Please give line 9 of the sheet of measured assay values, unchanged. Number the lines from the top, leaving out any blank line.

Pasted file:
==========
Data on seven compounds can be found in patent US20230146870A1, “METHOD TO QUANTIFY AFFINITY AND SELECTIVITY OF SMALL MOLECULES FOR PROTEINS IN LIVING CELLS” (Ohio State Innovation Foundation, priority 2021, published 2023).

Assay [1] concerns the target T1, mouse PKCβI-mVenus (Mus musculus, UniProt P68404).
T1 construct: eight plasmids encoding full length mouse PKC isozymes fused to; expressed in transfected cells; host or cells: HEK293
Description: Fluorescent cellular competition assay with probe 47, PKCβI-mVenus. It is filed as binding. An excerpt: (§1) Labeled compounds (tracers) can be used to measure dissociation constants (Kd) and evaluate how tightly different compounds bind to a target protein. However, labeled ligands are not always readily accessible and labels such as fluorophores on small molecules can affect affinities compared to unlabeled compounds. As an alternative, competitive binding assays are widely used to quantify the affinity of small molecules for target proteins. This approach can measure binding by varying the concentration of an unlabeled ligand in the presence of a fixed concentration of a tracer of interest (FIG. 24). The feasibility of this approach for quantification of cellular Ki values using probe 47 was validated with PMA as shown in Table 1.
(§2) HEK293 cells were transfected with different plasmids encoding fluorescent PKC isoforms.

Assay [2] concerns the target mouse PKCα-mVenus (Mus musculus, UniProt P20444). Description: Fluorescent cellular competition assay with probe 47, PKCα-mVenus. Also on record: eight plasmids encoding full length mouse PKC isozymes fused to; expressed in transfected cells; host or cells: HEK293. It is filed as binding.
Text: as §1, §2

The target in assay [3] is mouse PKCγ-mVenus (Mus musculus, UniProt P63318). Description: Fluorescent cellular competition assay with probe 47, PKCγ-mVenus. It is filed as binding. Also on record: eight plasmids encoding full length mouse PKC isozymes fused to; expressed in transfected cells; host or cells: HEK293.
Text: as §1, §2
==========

Text: as §1, §2